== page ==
namarino namarino - 1 year ago 102
C Question

Printing integers from command line arguments in C

I'm running my program with some command line arguments. But when I enter 10, 10, 10 and print them out, it prints out 49, 49, 49. Here's my code:

int main(int argc, char *argv[]) {
int seed = *argv[0];
int arraySize = *argv[1];
int maxSize = *argv[2];

Why is this happening??

Answer Source

Well, argv is an array of pointer to strings. All command line arguments are passed as strings and the pointer to each of them is held by argv[n], where the sequence for the argument is n+1.

For a hosted environment, quoting C11, chapter ยง5.

If the value of argc is greater than zero, the string pointed to by argv[0] represents the program name; argv[0][0] shall be the null character if the program name is not available from the host environment. If the value of argc is greater than one, the strings pointed to by argv[1] through argv[argc-1] represent the program parameters.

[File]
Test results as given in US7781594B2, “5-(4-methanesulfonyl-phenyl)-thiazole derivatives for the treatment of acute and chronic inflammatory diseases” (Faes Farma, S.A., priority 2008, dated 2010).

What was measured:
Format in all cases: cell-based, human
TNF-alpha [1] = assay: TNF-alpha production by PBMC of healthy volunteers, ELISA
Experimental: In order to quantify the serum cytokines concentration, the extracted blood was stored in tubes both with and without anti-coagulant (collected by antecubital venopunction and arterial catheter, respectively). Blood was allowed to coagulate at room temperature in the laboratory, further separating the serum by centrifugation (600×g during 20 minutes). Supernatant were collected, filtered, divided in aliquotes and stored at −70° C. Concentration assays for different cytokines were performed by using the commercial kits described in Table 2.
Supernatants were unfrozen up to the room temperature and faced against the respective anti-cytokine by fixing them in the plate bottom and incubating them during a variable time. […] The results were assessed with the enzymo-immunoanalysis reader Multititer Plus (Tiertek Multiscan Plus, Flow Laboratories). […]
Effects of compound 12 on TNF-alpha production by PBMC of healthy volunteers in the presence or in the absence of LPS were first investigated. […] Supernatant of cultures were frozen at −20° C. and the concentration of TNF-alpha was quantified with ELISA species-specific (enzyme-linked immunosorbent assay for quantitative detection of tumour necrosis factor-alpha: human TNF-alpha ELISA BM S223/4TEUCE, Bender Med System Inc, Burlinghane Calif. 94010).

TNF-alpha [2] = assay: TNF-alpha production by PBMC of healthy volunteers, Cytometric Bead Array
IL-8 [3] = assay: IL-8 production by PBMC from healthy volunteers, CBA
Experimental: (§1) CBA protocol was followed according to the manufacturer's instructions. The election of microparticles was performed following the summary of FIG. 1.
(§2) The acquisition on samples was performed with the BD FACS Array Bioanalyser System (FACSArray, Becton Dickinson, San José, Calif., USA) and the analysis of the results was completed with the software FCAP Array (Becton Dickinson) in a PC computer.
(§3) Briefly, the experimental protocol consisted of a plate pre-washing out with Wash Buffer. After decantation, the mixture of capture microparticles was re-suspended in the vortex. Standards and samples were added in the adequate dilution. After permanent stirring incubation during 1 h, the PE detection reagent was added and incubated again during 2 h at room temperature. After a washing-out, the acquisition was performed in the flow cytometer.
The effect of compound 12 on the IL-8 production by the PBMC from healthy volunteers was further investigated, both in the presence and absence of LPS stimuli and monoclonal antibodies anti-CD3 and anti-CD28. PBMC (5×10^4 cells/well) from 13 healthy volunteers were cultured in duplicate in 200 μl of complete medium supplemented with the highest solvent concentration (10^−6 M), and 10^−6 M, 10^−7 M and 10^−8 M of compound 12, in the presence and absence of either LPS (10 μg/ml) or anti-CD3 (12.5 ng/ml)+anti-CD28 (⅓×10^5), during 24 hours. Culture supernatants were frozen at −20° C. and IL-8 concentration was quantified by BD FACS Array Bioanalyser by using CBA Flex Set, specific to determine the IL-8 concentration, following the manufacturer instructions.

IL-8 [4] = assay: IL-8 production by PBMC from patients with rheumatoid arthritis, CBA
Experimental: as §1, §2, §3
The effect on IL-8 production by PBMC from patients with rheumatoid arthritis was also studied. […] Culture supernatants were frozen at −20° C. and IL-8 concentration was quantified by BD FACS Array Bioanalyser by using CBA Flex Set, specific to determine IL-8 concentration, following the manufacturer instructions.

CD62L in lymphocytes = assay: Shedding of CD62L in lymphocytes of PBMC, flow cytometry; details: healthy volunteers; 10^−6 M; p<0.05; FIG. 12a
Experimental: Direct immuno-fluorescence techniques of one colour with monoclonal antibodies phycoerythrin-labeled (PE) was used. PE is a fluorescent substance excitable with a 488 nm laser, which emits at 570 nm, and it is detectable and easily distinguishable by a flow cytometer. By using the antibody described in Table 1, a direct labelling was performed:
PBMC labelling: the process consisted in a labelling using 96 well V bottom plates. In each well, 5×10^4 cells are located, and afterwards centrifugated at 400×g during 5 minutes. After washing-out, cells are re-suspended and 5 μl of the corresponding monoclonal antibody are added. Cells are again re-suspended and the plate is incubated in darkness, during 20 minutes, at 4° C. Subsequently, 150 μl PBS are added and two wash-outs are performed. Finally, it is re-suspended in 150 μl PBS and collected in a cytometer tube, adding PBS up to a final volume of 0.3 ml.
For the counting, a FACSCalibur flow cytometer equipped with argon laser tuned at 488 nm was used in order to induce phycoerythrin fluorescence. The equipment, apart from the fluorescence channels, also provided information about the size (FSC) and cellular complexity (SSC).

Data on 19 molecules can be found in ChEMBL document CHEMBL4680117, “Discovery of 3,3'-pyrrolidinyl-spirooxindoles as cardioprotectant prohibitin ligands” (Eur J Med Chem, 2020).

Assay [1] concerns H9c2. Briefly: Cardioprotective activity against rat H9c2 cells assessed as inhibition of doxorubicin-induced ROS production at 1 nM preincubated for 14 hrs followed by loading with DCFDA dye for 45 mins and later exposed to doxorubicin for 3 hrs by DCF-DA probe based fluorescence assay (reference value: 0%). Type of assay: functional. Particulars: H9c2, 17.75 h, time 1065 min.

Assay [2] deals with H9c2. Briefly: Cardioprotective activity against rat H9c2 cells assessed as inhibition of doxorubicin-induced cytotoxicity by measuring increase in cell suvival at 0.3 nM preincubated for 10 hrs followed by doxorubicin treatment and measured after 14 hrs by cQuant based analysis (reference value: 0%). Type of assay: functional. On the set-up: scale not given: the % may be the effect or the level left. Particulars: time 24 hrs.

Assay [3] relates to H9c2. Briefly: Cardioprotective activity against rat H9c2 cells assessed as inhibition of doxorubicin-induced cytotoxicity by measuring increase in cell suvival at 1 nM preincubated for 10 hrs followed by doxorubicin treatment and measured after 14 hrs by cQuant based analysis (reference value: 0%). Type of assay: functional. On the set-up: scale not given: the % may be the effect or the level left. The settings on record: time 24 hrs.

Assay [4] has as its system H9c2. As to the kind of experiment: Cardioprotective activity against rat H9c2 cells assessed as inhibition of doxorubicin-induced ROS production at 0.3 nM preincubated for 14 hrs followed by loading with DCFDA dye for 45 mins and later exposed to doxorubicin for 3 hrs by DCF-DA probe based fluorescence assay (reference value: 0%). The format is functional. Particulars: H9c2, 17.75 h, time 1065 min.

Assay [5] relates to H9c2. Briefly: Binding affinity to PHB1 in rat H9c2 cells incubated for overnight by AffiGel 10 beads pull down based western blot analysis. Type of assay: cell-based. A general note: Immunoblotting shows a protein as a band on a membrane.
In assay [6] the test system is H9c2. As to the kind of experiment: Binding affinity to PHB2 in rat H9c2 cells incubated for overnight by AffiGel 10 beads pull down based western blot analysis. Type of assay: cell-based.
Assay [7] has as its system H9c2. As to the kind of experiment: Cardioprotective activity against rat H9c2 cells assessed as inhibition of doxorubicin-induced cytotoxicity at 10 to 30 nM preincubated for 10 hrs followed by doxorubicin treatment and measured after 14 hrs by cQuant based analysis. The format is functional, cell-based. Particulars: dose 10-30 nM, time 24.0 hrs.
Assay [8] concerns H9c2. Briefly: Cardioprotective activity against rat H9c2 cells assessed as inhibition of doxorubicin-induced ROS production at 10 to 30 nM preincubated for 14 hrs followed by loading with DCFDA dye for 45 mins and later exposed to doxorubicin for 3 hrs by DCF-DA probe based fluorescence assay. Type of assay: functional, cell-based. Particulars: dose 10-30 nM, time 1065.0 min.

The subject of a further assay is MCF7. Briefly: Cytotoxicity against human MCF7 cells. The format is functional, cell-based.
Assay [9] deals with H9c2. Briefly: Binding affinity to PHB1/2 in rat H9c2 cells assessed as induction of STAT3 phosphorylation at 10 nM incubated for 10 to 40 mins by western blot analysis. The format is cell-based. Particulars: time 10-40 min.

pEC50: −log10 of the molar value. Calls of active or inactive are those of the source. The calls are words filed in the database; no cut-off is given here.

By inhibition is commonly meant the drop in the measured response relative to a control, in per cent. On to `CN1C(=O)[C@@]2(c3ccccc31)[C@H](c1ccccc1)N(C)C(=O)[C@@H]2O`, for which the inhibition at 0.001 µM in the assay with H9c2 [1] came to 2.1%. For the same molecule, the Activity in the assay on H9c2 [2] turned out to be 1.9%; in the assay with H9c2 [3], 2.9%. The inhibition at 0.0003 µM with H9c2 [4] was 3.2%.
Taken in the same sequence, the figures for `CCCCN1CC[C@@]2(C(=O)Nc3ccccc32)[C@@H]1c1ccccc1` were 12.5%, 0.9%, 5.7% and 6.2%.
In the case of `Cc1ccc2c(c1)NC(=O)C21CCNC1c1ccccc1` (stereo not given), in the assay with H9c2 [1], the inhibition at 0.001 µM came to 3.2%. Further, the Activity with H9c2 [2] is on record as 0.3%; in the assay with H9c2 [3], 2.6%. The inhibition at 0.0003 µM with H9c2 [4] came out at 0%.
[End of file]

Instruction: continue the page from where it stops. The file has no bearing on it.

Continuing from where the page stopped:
So, clearly, for an execution like

./123 10 10 10 //123 is the binary name

  • argv[0] is not the first "command line argument passed to the program". It's argv[1].
  • *argv[1] does not return the int value you passed as the command-line argument.

    Basically, *argv[1] gives you the value of the first element of that string (i.e, a char value of '1'), most possibly in ASCII encoded value (which you platform uses), ansd according to the ascii table a '1' has the decimal va;lue of 49, which you see.

Solution: You need to

  • Check for the number of arguments (argc)
  • Loop over each argument string argv[1] ~ argv[n-1] while argc == n
  • Convert each of the input string to int (for this case, you can make use of strtol())
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